Access-to-Information: credit where it is due -

Access-to-Information: credit where it is due


Last month I wrote about the results of an access-to-information request to the Immigration and Refugee Board, which yielded some 4,000 pages on Cindor Reeves. Nothing in those documents changes my conclusion that the board, as well as the federal government, which intervened in the case through the minister of public safety, has shown gross incompetence and perhaps worse in handling this case.

I should point out, however, the the IRB responded to my access-to-information request quickly and thoroughly. This shouldn’t be worth noting, but given the terrible record of virtually every other government department I have dealt with on access-to-information, it is. Indeed access requests on Reeves made to other departments remain in limbo as I write this.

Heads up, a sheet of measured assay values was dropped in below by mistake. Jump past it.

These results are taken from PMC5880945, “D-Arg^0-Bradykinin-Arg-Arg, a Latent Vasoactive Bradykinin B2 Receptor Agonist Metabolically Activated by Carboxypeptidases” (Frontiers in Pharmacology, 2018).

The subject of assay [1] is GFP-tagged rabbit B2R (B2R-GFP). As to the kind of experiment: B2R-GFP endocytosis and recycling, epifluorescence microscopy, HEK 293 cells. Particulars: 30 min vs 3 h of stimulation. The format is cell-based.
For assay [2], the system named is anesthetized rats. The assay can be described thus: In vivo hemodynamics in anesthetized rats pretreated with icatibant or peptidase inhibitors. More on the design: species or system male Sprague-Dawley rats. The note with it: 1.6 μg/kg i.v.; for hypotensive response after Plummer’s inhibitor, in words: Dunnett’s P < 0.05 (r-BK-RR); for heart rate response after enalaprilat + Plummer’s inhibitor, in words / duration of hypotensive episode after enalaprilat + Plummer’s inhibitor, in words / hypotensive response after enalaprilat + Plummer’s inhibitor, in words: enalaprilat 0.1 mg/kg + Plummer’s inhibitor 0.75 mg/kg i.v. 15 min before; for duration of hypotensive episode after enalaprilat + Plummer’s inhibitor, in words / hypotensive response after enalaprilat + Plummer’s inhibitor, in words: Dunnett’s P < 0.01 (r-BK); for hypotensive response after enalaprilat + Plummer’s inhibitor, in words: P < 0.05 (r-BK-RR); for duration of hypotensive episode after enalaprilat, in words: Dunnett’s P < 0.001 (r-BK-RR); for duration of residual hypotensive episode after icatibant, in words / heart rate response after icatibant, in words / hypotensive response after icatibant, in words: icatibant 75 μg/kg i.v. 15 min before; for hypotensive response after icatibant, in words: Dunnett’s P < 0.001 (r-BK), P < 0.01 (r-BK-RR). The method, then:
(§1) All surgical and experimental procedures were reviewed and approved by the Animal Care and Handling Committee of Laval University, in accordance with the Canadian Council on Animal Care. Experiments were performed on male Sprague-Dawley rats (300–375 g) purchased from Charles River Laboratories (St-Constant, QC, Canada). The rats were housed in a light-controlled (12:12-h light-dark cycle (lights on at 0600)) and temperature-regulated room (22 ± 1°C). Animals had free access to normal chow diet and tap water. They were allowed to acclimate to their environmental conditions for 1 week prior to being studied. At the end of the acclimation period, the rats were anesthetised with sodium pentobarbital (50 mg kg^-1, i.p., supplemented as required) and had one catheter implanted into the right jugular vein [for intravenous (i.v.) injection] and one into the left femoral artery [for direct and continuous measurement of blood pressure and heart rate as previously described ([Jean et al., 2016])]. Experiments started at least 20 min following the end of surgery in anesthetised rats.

I do have one complaint about the IRB’s response, though; and it is a large one. I was not given records for some of Reeves’ hearings because written transcripts for them do not exist — only audio recordings. Ostensibly these cannot be censored or edited to ensure they comply with the act’s privacy and other provisions — though anyone who has ever worked in radio will find that explanation dubious. It seems to me that how records are preserved should not prevent their release and that such a loophole might be unjustly exploited.